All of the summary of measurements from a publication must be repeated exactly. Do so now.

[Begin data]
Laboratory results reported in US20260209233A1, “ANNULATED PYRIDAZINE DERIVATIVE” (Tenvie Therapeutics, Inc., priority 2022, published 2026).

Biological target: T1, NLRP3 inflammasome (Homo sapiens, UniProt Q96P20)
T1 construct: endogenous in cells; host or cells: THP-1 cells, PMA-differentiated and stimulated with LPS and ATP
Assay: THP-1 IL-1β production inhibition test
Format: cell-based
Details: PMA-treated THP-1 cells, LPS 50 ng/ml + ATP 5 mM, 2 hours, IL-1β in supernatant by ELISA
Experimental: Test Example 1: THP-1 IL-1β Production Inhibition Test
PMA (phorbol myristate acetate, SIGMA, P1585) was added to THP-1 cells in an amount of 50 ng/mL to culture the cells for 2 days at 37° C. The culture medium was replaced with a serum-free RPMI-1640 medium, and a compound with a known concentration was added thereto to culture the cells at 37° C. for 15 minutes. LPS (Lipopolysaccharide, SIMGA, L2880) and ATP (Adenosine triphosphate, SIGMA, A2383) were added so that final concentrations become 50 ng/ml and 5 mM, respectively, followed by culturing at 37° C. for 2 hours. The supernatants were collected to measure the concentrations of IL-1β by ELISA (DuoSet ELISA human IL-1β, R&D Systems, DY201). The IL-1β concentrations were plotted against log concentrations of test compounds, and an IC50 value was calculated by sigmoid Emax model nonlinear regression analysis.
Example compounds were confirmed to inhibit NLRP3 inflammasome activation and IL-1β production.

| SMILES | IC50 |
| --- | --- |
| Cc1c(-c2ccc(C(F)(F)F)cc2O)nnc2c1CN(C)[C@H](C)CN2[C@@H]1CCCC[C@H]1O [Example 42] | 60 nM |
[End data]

Laboratory results reported in US20260209233A1, “ANNULATED PYRIDAZINE DERIVATIVE” (Tenvie Therapeutics, Inc., priority 2022, published 2026).

Biological target: T1, NLRP3 inflammasome (Homo sapiens, UniProt Q96P20)
T1 construct: endogenous in cells; host or cells: THP-1 cells, PMA-differentiated and stimulated with LPS and ATP
Assay: THP-1 IL-1β production inhibition test
Format: cell-based
Details: PMA-treated THP-1 cells, LPS 50 ng/ml + ATP 5 mM, 2 hours, IL-1β in supernatant by ELISA
Experimental: Test Example 1: THP-1 IL-1β Production Inhibition Test
PMA (phorbol myristate acetate, SIGMA, P1585) was added to THP-1 cells in an amount of 50 ng/mL to culture the cells for 2 days at 37° C. The culture medium was replaced with a serum-free RPMI-1640 medium, and a compound with a known concentration was added thereto to culture the cells at 37° C. for 15 minutes. LPS (Lipopolysaccharide, SIMGA, L2880) and ATP (Adenosine triphosphate, SIGMA, A2383) were added so that final concentrations become 50 ng/ml and 5 mM, respectively, followed by culturing at 37° C. for 2 hours. The supernatants were collected to measure the concentrations of IL-1β by ELISA (DuoSet ELISA human IL-1β, R&D Systems, DY201). The IL-1β concentrations were plotted against log concentrations of test compounds, and an IC50 value was calculated by sigmoid Emax model nonlinear regression analysis.
Example compounds were confirmed to inhibit NLRP3 inflammasome activation and IL-1β production.

| SMILES | IC50 |
| --- | --- |
| Cc1c(-c2ccc(C(F)(F)F)cc2O)nnc2c1CN(C)[C@H](C)CN2[C@@H]1CCCC[C@H]1O [Example 42] | 60 nM |